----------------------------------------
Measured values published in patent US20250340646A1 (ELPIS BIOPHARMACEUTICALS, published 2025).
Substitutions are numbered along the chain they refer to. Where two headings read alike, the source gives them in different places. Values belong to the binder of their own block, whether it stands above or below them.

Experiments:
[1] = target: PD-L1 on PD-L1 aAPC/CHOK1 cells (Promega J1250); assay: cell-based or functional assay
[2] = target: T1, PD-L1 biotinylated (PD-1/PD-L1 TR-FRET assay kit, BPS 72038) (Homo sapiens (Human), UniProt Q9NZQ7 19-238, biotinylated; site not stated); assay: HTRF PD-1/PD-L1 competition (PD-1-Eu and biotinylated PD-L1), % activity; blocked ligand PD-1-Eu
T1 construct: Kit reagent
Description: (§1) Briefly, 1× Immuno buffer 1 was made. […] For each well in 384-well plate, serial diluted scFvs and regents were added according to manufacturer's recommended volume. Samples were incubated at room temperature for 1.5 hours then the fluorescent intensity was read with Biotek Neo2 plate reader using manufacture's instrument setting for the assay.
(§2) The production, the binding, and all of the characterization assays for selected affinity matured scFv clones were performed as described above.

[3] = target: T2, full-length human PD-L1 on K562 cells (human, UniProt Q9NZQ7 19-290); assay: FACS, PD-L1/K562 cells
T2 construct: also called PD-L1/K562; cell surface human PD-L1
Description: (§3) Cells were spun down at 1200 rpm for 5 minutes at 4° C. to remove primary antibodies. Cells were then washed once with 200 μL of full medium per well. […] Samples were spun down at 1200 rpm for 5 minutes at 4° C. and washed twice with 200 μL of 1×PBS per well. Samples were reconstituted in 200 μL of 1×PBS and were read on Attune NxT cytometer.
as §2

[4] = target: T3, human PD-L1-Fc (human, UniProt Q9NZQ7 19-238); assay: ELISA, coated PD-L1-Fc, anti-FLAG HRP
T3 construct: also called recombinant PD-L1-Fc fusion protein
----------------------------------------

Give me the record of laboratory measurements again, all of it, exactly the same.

Measured values published in patent US20250340646A1 (ELPIS BIOPHARMACEUTICALS, published 2025).
Substitutions are numbered along the chain they refer to. Where two headings read alike, the source gives them in different places. Values belong to the binder of their own block, whether it stands above or below them.

Experiments:
[1] = target: PD-L1 on PD-L1 aAPC/CHOK1 cells (Promega J1250); assay: cell-based or functional assay
[2] = target: T1, PD-L1 biotinylated (PD-1/PD-L1 TR-FRET assay kit, BPS 72038) (Homo sapiens (Human), UniProt Q9NZQ7 19-238, biotinylated; site not stated); assay: HTRF PD-1/PD-L1 competition (PD-1-Eu and biotinylated PD-L1), % activity; blocked ligand PD-1-Eu
T1 construct: Kit reagent
Description: (§1) Briefly, 1× Immuno buffer 1 was made. […] For each well in 384-well plate, serial diluted scFvs and regents were added according to manufacturer's recommended volume. Samples were incubated at room temperature for 1.5 hours then the fluorescent intensity was read with Biotek Neo2 plate reader using manufacture's instrument setting for the assay.
(§2) The production, the binding, and all of the characterization assays for selected affinity matured scFv clones were performed as described above.

[3] = target: T2, full-length human PD-L1 on K562 cells (human, UniProt Q9NZQ7 19-290); assay: FACS, PD-L1/K562 cells
T2 construct: also called PD-L1/K562; cell surface human PD-L1
Description: (§3) Cells were spun down at 1200 rpm for 5 minutes at 4° C. to remove primary antibodies. Cells were then washed once with 200 μL of full medium per well. […] Samples were spun down at 1200 rpm for 5 minutes at 4° C. and washed twice with 200 μL of 1×PBS per well. Samples were reconstituted in 200 μL of 1×PBS and were read on Attune NxT cytometer.
as §2

[4] = target: T3, human PD-L1-Fc (human, UniProt Q9NZQ7 19-238); assay: ELISA, coated PD-L1-Fc, anti-FLAG HRP
T3 construct: also called recombinant PD-L1-Fc fusion protein